officeIn a controversial move, U.S. Virgin Islands Governor John deJongh has vetoed a bill that would have widened the variety of businesses at Kingshill’s Research and Technology (RT) Park deemed eligible for considerable tax breaks.

The tax breaks are incentive benefits bestowed by the RT Park to its tenants at the park, preventing them from having to pay gross receipt taxes as well as significantly reducing their corporate income tax liability.

The RT Park was initiated in 2002 through territorial legislation, establishing self-sufficiency 10 years later. The intent of the Park was to provide tax incentive benefits to business tenants that qualified under the law’s definition of either “electronic commerce businesses” or “knowledge-based businesses.”

However, the Governor and opponents have doubts about the program’s true impact on the Territory’s economic development, concerned that the Territory is being deprived of millions of dollars in gross receipt tax revenues. When questions about the distribution of the RT Park’s tax incentive benefits were raised seriously last fall, U.S. Virgin Islands Attorney General Vincent Frazer began issuing legal opinions about which businesses actually qualified for the benefits.

Frazer found that cable television providers and Internet service providers, both businesses that were included in the tax break program, do not actually qualify as “knowledge-based” or “electronic commerce” organizations. The Attorney General also found that the RT Park was in the wrong for offering benefits to virtual tenants, or businesses not leasing space in the physical 64West Center building.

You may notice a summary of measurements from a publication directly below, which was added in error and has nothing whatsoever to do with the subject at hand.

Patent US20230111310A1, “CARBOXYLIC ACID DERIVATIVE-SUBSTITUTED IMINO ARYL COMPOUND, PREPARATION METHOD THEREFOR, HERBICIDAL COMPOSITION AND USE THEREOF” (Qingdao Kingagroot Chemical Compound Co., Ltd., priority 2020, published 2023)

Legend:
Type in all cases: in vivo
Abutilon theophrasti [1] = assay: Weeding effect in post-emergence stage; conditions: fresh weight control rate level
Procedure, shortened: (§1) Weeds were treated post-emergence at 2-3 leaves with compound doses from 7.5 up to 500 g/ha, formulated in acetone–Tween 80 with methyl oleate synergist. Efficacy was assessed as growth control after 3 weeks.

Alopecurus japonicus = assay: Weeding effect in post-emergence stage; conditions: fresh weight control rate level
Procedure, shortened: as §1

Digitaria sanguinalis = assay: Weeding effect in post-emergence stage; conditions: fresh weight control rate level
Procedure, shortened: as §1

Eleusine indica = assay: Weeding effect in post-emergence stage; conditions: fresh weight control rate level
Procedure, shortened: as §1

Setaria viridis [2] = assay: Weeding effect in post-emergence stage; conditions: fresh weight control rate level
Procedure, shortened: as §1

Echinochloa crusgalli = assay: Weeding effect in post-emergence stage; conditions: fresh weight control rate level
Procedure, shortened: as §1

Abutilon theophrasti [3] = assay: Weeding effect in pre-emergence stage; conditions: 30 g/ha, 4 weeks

Among the businesses determined to wrongly benefit were of the three largest telecommunications companies in the U.S. Virgin Islands — Broadband VI, Choice Communications and Innovative Internet & Cable. None of them lease actual space from 64West Center, operating instead out of off-campus facilities.

However, these newly affected tenants have raised questions of their own. When they formed their relationship with the RT Park several years ago, there was no actual office space available for lease. In fact, 64West Center, the Park’s only physical office building, was not built until last year. These companies have expressed surprise that their benefits have been pulled due to circumstances beyond their control, claiming that they’ve done everything right and followed the rules exactly. However, they are still being punished by these recent decisions by the Attorney General and the Governor.

Governor deJongh says his main concern is maintaining the RT Park’s core values. The purpose of the tax break program was always to encourage economic development through selective incentives, and he says he fears that ignoring this mission in favor of what he terms “drafting errors” will cause much larger challenges in the years to come.

Over the past several years, the RT Park has been a positive economic development tool for various businesses in the U.S. Virgin Islands. It will be interesting to see if the organizations impacted by these recent decisions will be able to change the minds of public officials opposed to their inclusion in the program.

BoltNagi is a widely respected and well-established corporate and business law firm serving organizations throughout the U.S. Virgin Islands.